Green Family Forge

Trinity, Newfoundland & Labrador

2021 Ecclesiastical Insurance Cornerstone Award (Resilient Historic Places)

Wade Ivany, Blacksmith, Green Family Forge (Photo: Bud Vincent - July 2013)

Built by the Green family during the last decade of the 19th century, the Green Family Forge remained open until 1955 – then it was boarded up, leaving approximately 1,500 tools and other items inside. It wasn’t until 1990, when the Green Family Forge was donated to Trinity Historical Society by Ada Nemec (née Green), daughter of the last Green family member blacksmith, that the building was re-opened, revealing a time capsule of tools and artifacts to be rediscovered.

Over the next 30 years, the Society preserved the industrial operation building, running the site as a museum and eventually as a living history museum recognized for its preservation and demonstration of a disappearing trade. During year end school trips and summer day camps, youth are amazed by the pounding of the metal, the blaze of the fire, and the creative talents of the two blacksmiths.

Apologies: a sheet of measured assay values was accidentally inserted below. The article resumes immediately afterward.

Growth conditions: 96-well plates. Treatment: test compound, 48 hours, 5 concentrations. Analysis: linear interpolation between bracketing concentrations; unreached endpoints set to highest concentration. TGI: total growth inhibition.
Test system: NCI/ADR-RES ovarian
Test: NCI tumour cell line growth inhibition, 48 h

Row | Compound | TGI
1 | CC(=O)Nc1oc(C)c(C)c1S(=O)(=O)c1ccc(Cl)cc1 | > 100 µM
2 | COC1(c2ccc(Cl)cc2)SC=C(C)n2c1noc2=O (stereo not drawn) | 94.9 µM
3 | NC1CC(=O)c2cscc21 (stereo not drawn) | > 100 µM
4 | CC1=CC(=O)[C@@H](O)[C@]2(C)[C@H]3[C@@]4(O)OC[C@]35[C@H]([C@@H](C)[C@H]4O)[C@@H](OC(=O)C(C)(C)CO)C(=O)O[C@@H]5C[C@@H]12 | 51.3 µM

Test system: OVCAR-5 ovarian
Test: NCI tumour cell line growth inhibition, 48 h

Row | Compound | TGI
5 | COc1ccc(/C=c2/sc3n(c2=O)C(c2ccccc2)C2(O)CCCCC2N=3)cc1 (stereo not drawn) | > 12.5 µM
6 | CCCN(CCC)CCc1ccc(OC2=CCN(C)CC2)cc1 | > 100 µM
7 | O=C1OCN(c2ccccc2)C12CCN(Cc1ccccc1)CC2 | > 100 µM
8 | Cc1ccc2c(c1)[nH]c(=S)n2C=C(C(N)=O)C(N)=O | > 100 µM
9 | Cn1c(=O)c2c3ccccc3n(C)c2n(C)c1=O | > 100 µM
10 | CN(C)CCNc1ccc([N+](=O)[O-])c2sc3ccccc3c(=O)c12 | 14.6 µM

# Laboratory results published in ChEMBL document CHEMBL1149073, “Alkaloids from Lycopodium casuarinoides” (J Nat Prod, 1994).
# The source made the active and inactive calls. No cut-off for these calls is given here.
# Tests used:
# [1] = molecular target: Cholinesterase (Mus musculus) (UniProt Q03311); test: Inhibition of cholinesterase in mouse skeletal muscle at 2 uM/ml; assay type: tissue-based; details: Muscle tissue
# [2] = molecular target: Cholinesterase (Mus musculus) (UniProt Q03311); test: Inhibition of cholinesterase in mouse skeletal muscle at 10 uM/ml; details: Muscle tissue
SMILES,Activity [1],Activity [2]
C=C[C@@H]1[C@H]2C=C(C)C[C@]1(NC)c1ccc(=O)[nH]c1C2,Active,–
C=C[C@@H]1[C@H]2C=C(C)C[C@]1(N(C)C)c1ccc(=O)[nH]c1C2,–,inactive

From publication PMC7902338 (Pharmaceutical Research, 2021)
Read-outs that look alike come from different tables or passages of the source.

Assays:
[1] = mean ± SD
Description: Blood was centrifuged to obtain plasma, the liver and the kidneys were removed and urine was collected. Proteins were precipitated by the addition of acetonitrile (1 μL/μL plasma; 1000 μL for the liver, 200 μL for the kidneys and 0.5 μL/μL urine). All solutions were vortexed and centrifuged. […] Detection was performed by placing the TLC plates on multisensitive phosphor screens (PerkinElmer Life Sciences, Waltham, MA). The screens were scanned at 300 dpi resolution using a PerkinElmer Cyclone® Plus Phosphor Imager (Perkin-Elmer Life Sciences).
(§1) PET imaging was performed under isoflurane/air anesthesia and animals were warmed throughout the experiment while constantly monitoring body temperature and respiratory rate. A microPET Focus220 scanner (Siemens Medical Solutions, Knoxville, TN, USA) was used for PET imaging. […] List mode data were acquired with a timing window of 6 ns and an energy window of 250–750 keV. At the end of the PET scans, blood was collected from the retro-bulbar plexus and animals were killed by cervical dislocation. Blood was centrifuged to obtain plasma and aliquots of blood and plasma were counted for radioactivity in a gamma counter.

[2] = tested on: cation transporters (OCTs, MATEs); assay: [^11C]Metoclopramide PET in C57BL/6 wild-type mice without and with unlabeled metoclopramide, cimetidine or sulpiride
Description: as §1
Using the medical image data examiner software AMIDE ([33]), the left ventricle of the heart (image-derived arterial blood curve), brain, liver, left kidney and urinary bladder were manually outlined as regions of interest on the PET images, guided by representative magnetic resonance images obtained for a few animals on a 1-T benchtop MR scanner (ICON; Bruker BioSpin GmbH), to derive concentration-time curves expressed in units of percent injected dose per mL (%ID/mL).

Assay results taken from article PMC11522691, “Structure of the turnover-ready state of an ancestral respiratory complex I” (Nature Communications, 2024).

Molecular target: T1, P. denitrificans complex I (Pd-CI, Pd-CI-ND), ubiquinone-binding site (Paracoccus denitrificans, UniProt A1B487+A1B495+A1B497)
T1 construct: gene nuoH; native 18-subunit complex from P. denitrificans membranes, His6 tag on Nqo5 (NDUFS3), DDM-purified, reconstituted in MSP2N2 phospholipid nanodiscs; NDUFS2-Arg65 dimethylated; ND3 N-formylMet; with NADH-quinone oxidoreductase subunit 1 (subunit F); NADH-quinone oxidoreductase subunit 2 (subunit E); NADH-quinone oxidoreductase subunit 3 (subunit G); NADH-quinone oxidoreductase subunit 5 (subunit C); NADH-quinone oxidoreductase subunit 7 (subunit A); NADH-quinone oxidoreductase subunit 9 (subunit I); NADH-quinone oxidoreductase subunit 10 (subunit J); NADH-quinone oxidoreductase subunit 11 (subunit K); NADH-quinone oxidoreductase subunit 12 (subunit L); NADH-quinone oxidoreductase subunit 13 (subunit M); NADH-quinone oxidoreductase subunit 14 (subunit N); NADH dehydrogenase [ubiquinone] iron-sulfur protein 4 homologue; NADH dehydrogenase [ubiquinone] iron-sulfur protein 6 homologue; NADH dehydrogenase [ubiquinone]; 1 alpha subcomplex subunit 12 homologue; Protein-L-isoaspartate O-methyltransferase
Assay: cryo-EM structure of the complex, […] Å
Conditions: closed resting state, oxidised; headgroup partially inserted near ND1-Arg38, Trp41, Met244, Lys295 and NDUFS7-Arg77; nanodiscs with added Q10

Items created by the two on-site blacksmiths are sold to contribute toward the maintenance and upkeep of the historic site and other properties managed by the Society, whose efforts to maintain the living history of the site’s industrial past as an important component of the fishing industry demonstrate a compelling example of resilience in a small community.

Key Players:
• Trinity Historical Society (Owners)
• Heritage NL (Designation)
• The Department of Industry, Energy and Trade, Government of Newfoundland and Labrador (Funders)
• The Late Ada Nemec (née Green), Founding Member of the Trinity Historical Society and Donor of the Forge

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